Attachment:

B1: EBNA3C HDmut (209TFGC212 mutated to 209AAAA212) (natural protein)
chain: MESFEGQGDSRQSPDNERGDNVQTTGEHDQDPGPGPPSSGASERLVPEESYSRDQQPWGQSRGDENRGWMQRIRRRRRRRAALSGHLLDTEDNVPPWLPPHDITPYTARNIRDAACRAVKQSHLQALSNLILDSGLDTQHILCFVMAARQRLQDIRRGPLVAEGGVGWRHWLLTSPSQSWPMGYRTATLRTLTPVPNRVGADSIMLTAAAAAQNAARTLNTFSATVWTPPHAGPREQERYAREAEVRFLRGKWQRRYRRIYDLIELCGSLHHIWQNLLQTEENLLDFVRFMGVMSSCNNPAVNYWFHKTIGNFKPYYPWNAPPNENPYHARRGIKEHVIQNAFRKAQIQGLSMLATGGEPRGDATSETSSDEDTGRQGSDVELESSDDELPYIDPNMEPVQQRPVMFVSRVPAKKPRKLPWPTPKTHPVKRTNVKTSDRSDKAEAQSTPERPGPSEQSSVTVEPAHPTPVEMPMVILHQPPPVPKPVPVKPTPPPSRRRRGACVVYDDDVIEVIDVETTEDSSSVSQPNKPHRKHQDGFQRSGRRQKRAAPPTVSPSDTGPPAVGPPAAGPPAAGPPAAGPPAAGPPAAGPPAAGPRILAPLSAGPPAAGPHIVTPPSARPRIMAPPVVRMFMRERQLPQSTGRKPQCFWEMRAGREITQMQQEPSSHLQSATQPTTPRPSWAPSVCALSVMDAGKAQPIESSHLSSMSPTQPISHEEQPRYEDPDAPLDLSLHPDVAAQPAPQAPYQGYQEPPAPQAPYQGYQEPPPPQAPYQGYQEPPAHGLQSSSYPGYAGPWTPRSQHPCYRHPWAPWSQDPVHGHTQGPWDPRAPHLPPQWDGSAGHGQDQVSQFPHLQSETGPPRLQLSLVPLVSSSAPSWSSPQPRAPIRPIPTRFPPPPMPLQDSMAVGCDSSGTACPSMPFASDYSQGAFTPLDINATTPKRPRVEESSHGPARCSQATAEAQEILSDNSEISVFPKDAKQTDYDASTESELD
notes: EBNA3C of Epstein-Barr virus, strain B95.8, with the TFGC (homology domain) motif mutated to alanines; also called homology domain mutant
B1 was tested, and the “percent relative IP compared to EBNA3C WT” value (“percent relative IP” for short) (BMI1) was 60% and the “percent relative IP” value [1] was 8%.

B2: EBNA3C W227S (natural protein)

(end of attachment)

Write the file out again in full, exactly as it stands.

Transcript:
B1: EBNA3C HDmut (209TFGC212 mutated to 209AAAA212) (natural protein)
chain: MESFEGQGDSRQSPDNERGDNVQTTGEHDQDPGPGPPSSGASERLVPEESYSRDQQPWGQSRGDENRGWMQRIRRRRRRRAALSGHLLDTEDNVPPWLPPHDITPYTARNIRDAACRAVKQSHLQALSNLILDSGLDTQHILCFVMAARQRLQDIRRGPLVAEGGVGWRHWLLTSPSQSWPMGYRTATLRTLTPVPNRVGADSIMLTAAAAAQNAARTLNTFSATVWTPPHAGPREQERYAREAEVRFLRGKWQRRYRRIYDLIELCGSLHHIWQNLLQTEENLLDFVRFMGVMSSCNNPAVNYWFHKTIGNFKPYYPWNAPPNENPYHARRGIKEHVIQNAFRKAQIQGLSMLATGGEPRGDATSETSSDEDTGRQGSDVELESSDDELPYIDPNMEPVQQRPVMFVSRVPAKKPRKLPWPTPKTHPVKRTNVKTSDRSDKAEAQSTPERPGPSEQSSVTVEPAHPTPVEMPMVILHQPPPVPKPVPVKPTPPPSRRRRGACVVYDDDVIEVIDVETTEDSSSVSQPNKPHRKHQDGFQRSGRRQKRAAPPTVSPSDTGPPAVGPPAAGPPAAGPPAAGPPAAGPPAAGPPAAGPRILAPLSAGPPAAGPHIVTPPSARPRIMAPPVVRMFMRERQLPQSTGRKPQCFWEMRAGREITQMQQEPSSHLQSATQPTTPRPSWAPSVCALSVMDAGKAQPIESSHLSSMSPTQPISHEEQPRYEDPDAPLDLSLHPDVAAQPAPQAPYQGYQEPPAPQAPYQGYQEPPPPQAPYQGYQEPPAHGLQSSSYPGYAGPWTPRSQHPCYRHPWAPWSQDPVHGHTQGPWDPRAPHLPPQWDGSAGHGQDQVSQFPHLQSETGPPRLQLSLVPLVSSSAPSWSSPQPRAPIRPIPTRFPPPPMPLQDSMAVGCDSSGTACPSMPFASDYSQGAFTPLDINATTPKRPRVEESSHGPARCSQATAEAQEILSDNSEISVFPKDAKQTDYDASTESELD
notes: EBNA3C of Epstein-Barr virus, strain B95.8, with the TFGC (homology domain) motif mutated to alanines; also called homology domain mutant
B1 was tested, and the “percent relative IP compared to EBNA3C WT” value (“percent relative IP” for short) (BMI1) was 60% and the “percent relative IP” value [1] was 8%.

B2: EBNA3C W227S (natural protein)